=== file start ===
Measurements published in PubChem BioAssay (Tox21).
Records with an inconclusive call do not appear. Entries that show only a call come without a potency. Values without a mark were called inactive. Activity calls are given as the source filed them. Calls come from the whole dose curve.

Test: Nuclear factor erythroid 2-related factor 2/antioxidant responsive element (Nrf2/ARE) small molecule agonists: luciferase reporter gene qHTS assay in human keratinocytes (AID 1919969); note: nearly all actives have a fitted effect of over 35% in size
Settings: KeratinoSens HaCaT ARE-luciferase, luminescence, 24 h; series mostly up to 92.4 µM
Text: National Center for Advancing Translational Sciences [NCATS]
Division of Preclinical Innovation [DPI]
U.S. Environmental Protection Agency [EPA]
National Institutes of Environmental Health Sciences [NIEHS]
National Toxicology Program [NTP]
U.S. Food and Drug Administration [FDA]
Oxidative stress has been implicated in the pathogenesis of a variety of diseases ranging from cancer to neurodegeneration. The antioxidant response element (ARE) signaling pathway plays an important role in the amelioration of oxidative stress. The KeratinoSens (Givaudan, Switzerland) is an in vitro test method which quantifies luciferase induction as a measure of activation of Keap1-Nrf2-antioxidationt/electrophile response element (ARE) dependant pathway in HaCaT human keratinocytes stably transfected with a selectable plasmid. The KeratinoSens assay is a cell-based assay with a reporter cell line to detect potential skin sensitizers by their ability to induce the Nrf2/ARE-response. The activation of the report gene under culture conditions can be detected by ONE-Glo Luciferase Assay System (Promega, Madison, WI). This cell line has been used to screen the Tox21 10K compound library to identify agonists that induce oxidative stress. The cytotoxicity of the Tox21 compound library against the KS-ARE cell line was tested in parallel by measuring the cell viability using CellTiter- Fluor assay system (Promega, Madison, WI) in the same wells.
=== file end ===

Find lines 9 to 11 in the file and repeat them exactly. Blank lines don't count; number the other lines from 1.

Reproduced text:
National Toxicology Program [NTP]
U.S. Food and Drug Administration [FDA]
Oxidative stress has been implicated in the pathogenesis of a variety of diseases ranging from cancer to neurodegeneration. The antioxidant response element (ARE) signaling pathway plays an important role in the amelioration of oxidative stress. The KeratinoSens (Givaudan, Switzerland) is an in vitro test method which quantifies luciferase induction as a measure of activation of Keap1-Nrf2-antioxidationt/electrophile response element (ARE) dependant pathway in HaCaT human keratinocytes stably transfected with a selectable plasmid. The KeratinoSens assay is a cell-based assay with a reporter cell line to detect potential skin sensitizers by their ability to induce the Nrf2/ARE-response. The activation of the report gene under culture conditions can be detected by ONE-Glo Luciferase Assay System (Promega, Madison, WI). This cell line has been used to screen the Tox21 10K compound library to identify agonists that induce oxidative stress. The cytotoxicity of the Tox21 compound library against the KS-ARE cell line was tested in parallel by measuring the cell viability using CellTiter- Fluor assay system (Promega, Madison, WI) in the same wells.